Breathing in Spirit: How to Recognize and Cultivate Inspiration
If intuition is a subconscious rendering of insight born of innate intelligence, inspiration is a superconscious opening to infinite intelligence. Whereas the former is grounded in cellular consciousness (our primal gut instinct), the latter is an expression of universal consciousness.
Being connected to a universal stream of consciousness may sound as unattainable as it is mystical, but to do so is an inherent feature of a broader spiritual reality we all share. From pre-civilized shamanic peoples to modern spiritual traditions, the same theme has echoed across millennia—we are not human beings having spiritual experiences but spiritual beings having human experiences.
Acknowledging a spiritual dimension to existence is not perquisite to experiencing inspiration but is helpful to cultivate it. (After all, you rarely find what you are not looking for.) Sometimes insights smack into our oblivious consciousness as an act of divine grace, but more often they percolate to the surface during periods of introspection.
Therein lies the key to cultivating inspiration, calming the mind of ordinary thought long enough for extraordinary insight to arise. The difference between intuition and inspiration is this: Intuition arrives as a polished flash of insight, while inspiration is accompanied by a deep emotional charge. Intuition comes as a knowing; inspiration is a knowing combined with a feeling, be it peace, wonder, or a sense of rightness. Sometimes that feeling is so powerful that it becomes a preoccupation. Consider the artist or inventor whose imagination becomes laser focused with a new inspiration, shirking sleeping and eating until that vision has been preserved.
The root of inspiration is “inspire,” and this gives us a clue as to how a spiritual insight becomes embodied. In traditional Chinese medicine, the concept of qi (often translated as vital energy) literally means “breath” or “air.” This has several implications. One way to bring energy into the body is through the physical act of respiration, but we also “breathe in” spiritual insight.
Traditional Chinese medicine has long upheld that humans are amalgamations of heaven and earth. We combine yang energy (spirit) from above with yin energy (body) from below to form an existence that interfaces between the two worlds. As the qi of heaven is metaphorically represented as air, we breathe in spiritual insight throughout life.
We can also collectively channel inspiration into human consciousness. Whether via group prayer or a think tank, when we conspire (etymologically, to co-inspire, meaning breathe together) we create a flow of energy toward a shared goal. What we conceive as brainstorming is often a tapping into universal consciousness to derive unique insight. Assuredly this is so when that insight has an emotionally uplifting vibe that permeates the group.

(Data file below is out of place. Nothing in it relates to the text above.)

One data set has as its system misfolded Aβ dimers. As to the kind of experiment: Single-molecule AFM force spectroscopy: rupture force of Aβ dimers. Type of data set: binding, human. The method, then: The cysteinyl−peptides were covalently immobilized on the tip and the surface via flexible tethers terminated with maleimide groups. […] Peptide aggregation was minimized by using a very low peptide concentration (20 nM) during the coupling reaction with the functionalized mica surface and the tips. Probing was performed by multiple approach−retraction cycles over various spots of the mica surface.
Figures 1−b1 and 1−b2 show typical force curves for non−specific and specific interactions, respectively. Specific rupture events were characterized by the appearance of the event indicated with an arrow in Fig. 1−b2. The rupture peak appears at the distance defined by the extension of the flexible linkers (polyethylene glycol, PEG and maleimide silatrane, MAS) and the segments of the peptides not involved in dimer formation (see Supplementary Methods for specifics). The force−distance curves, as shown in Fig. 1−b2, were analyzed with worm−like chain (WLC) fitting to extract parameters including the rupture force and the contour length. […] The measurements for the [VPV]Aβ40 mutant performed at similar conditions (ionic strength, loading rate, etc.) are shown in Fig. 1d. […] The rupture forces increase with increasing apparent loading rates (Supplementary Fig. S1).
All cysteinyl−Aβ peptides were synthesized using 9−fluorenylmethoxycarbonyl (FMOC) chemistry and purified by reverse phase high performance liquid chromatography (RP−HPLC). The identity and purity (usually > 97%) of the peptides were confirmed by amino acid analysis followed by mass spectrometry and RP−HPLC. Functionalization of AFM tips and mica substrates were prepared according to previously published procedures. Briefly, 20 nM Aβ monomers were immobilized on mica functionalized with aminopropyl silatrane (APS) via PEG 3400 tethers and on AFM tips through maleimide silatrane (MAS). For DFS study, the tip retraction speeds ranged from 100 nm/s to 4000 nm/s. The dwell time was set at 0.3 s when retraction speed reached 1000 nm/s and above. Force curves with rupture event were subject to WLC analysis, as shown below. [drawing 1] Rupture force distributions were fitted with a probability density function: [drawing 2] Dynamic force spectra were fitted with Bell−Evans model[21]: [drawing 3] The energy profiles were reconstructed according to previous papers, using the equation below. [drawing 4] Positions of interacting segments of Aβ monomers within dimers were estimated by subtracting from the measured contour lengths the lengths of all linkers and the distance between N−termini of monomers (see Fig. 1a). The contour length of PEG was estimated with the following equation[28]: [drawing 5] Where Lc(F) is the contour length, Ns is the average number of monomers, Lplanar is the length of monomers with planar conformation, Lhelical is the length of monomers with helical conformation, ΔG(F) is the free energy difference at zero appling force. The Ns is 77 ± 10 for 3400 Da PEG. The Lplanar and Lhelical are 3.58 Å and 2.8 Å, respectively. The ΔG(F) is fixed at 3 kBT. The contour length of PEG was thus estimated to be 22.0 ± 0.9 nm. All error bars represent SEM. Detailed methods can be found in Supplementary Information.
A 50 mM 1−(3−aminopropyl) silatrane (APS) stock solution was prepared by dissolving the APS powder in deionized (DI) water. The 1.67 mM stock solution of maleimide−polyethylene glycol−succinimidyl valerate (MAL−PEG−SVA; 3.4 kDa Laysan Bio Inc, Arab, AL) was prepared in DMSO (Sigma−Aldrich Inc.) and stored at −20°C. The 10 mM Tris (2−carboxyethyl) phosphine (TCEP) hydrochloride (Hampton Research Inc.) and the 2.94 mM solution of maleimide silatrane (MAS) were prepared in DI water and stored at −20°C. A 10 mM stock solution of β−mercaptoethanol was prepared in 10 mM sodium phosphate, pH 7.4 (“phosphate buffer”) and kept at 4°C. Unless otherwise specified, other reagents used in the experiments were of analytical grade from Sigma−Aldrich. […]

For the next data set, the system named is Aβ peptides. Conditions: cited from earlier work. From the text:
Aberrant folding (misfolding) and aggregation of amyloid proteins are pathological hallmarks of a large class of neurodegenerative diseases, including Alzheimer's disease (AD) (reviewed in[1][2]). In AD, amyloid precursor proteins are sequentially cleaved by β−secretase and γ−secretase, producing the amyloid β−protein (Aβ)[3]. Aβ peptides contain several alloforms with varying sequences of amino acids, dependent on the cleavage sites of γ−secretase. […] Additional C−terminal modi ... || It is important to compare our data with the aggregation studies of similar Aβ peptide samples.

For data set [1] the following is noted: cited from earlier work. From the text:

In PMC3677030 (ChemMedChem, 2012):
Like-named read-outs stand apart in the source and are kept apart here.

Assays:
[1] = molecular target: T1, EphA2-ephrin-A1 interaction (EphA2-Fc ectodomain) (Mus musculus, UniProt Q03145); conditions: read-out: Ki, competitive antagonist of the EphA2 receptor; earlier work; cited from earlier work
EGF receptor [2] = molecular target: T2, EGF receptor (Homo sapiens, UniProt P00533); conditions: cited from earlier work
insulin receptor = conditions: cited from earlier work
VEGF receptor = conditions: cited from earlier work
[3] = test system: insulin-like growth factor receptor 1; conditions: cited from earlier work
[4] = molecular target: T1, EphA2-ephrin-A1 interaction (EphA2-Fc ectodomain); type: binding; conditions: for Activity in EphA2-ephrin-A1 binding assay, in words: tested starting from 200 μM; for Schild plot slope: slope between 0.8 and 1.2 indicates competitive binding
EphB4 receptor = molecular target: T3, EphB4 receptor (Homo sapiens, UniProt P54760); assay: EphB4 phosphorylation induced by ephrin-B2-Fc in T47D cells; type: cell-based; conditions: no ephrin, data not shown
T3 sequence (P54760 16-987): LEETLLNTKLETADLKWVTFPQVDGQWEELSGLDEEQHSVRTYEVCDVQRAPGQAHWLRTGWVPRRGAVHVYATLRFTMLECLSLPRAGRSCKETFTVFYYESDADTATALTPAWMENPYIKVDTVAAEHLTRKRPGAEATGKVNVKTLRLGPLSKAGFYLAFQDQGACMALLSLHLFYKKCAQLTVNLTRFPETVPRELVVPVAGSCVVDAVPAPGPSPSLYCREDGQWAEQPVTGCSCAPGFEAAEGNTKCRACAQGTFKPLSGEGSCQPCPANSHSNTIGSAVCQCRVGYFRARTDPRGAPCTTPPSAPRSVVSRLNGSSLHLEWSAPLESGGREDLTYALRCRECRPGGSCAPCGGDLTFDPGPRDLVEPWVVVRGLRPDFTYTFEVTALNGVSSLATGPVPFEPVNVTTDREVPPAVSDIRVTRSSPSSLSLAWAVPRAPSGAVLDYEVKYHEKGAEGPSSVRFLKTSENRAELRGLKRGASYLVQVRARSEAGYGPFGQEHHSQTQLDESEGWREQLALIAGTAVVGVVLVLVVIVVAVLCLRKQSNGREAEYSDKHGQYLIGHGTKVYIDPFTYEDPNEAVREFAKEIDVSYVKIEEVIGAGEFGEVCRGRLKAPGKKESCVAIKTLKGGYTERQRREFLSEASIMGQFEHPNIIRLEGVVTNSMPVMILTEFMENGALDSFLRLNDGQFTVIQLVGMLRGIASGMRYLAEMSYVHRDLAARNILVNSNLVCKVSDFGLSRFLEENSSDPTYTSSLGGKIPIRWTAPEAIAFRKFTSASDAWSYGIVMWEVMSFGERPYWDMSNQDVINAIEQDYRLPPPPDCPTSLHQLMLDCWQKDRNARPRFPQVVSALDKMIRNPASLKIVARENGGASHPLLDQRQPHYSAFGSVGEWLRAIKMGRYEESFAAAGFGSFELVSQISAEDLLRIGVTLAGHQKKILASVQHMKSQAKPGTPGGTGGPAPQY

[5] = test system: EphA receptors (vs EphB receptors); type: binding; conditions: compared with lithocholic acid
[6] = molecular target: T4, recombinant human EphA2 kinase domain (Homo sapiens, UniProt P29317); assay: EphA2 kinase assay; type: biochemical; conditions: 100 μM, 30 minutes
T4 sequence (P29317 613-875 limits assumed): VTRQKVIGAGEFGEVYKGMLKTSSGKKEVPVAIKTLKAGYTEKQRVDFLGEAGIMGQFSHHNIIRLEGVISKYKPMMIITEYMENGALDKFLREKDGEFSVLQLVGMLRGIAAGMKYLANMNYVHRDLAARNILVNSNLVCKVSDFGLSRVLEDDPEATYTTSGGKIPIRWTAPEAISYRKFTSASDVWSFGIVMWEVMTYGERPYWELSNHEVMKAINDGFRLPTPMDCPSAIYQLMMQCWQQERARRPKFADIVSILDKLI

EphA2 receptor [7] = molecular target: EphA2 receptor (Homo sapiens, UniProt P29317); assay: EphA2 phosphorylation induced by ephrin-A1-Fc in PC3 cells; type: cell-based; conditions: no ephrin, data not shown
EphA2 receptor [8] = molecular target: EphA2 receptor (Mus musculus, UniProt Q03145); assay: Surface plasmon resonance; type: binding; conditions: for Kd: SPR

Eureka moments punctuate life, but the quality of everyday inspiration is an insight that feels right. As a clinician, I aim to predispose inspiration within a therapeutic relationship. A problem that clinicians and patients alike face is not knowing what you don’t know. A detailed case history may fill chart notes with relevant information about how and when an illness develops but may not elucidate the why. As Albert Einstein is often quoted as saying, “No problem can be solved from the same level of consciousness that created it.”
Sometimes we need an ethereal perspective to derive the proper course of action. It is a beautiful moment to behold when the clinician reflects upon a patient’s story and an “aha” moment alights upon both faces. I’ll never forget one such moment.
A patient presented with acute sciatica, a shooting nerve pain from the hip down to the leg. When asked what was happening around the time the problem started, the patient responded that she was preparing to attend a family gathering. I notated this and later in the intake inquired about general stresses in the patient’s life. She commented on a falling out with her father a few months prior. I set this piece of information aside until later when a flash of insight bolted into my consciousness like lightning.
I asked if this family gathering would be the first time seeing her father since the falling out. Her demeanor shifted as the lightning bolt struck her next, as indeed this would be their first reunion. I elaborated on the psychospiritual metaphor of the sciatica. She was attending the gathering due to a sense of family obligation, but her body was literally trying to prevent her from walking toward this man.
This association may be coincidence, but consider the course of resolution for this patient’s condition. She responded favorably to acupuncture with a marked reduction in pain, but the problem did not resolve until she healed her relationship with her father. One day she came to her appointment without pain, describing with great emotion the forgiveness that occurred between them.
When I saw this patient in the future, she reported that her sciatica never returned. I can’t take credit for that, save for being a mirror of the patient’s experience and conveying an inspiration for the root cause of her discomfort. This intuition wasn’t subconsciously assembled from pattern recognition; it was an inspiration about a causality that I could not rationally know.
Whether deep in meditation or out for a long walk, inspiration can arise when one is not expecting it or by rallying spiritual forces to predispose it. The key is to first realize the possibility and open oneself to experiencing it. Then, when an insight occurs, notice how you feel as much as what you are thinking. Does the insight bring with it a feeling of inner peace or rightness that resonates with every fiber of your being? If so, make the most of the opportunity and act upon that inspiration to bring your spiritual insight into existence.